Thanks so much for highlighting the power of the residency model and ways we should rethink teacher prep. I was an "accidental teacher" -- I didn't study education during my undergrad years and found myself teaching my first groups of students with zero practical classroom experience (other than a six week summer internship supporting summer school students making the transition from elementary to middle school). I learned how to teach on the job -- less than ideal and completely unfair to students and families. I taught in a very homogeneous small school with high parent engagement, high test scores, and lots of support -- these factors played a huge role in my ability to grow my teaching skills, stay in the profession for more than 2-3 years, and eventually teach in more diverse contexts. 

If I had a "redo" I would have chosen a residency model. The best professional learning experiences in my career have involved observing other teachers (with lab debriefs or via learning walks/professional rounds), co-teaching and learning from informal and formal mentors, and the support of peers. Access to these supports varies widely depending on your teaching context and assignment. 

We shouldn't leave preparation and professional growth to chance but that's what currently happens. I agree with Renee (and the late Ron Thorpe) that making board certification a national professional expectation would go a long way in improving prep and professional learning for educators systemwide. 

Tricia Ebner commented on June 25, 2017 at 7:02am:

Residency makes sense

I know we often use medical metaphors in education. Sometimes they're not great comparisons, but often they are. When I think about the reasons the medical profession requires residencies, they parallel so many of the reasons we should have residencies in education, and this post points that out so well. When I think about the mistakes I made my first year of teaching, and how a residency might have helped me better process and reflect on those mistakes, I wish I had had that opportunity myself. When I reflect back on the 26 years I've experienced education as a practitioner, I see we have made huge strides in mentorship and supporting our newest members to the field. But we still have much to do.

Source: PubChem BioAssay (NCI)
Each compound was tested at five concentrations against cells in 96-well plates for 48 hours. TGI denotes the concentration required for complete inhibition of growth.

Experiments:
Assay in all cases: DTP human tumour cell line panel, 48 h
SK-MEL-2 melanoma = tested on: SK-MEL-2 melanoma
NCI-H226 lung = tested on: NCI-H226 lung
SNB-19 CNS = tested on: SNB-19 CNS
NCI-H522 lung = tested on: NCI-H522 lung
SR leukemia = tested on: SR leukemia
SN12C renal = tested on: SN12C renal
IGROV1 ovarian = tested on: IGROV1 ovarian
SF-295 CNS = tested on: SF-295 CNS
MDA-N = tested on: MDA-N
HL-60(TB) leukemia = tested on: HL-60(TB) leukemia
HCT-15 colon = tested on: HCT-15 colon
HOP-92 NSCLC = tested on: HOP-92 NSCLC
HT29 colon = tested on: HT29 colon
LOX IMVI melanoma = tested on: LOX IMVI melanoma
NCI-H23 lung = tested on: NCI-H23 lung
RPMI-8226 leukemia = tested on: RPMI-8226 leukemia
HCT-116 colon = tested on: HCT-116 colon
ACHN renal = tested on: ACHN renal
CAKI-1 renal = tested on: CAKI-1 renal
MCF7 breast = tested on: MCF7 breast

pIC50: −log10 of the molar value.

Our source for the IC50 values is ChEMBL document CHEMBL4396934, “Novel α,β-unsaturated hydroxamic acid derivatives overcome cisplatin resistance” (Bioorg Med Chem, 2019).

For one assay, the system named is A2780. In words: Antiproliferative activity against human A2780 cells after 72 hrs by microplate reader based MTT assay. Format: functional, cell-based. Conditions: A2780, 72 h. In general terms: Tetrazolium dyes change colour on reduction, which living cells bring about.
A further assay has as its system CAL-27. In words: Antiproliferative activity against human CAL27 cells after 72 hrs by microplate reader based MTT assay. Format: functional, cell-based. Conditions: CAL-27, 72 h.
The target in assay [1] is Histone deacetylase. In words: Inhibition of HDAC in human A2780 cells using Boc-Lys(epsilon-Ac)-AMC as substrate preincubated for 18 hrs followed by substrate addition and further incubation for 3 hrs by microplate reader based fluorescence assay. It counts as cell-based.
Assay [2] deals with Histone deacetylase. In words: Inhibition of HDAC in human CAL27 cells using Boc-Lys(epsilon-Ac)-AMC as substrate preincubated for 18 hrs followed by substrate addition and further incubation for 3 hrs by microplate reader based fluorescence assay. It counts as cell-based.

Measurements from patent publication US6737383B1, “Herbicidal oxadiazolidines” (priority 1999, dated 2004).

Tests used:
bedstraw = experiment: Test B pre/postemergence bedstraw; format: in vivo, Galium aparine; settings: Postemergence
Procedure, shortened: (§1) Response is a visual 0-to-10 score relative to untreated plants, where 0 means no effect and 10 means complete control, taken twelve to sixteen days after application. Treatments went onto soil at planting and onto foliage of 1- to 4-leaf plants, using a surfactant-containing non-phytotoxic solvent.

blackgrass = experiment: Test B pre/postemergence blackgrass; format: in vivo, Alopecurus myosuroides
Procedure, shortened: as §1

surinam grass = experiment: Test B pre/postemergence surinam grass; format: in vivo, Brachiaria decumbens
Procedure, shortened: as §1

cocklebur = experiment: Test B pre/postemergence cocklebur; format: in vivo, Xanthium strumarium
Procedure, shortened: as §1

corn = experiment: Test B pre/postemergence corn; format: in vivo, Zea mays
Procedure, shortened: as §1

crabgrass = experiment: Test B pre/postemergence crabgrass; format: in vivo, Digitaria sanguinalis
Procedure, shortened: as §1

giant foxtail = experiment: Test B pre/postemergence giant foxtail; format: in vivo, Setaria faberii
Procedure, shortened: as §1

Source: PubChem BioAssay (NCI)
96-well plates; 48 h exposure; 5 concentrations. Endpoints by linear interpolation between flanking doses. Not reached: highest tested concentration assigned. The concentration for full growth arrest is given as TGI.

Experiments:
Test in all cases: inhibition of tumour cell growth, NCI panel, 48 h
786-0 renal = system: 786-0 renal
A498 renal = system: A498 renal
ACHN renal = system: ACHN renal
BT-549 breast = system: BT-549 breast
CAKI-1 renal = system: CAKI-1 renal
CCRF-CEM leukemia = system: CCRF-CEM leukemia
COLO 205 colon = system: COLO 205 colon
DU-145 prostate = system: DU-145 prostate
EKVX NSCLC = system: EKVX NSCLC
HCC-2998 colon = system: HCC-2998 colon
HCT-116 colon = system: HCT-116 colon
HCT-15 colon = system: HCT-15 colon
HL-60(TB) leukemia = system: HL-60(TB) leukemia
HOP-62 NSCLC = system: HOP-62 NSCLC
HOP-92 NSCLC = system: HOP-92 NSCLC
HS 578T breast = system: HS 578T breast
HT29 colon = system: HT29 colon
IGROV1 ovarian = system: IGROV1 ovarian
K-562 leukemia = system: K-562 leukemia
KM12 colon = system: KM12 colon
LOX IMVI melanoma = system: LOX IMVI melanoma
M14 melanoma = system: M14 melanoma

Krista Galleberg commented on June 25, 2017 at 3:12pm:

Residency recommendations in California?

Thank you for this post! I am currently an undergraduate studying political science, and I am planning to get a teaching credential after I graduate so I can become an elementary school teacher. I want the best preparation possible, and I am wondering if anyone has recommendations for high-quality preparation programs in the Bay Area (or other places in California). I am currently considering Stanford, UCBerkeley, Santa Clara, and Aspire Teacher Residency. Any thoughts on these, or any suggestions for other programs in California that I should consider applying to? Thank you!

Subscribe to Blogs by Jessica Keigan

Stay Informed

Sign up to receive the latest news and events through email!

Sign Up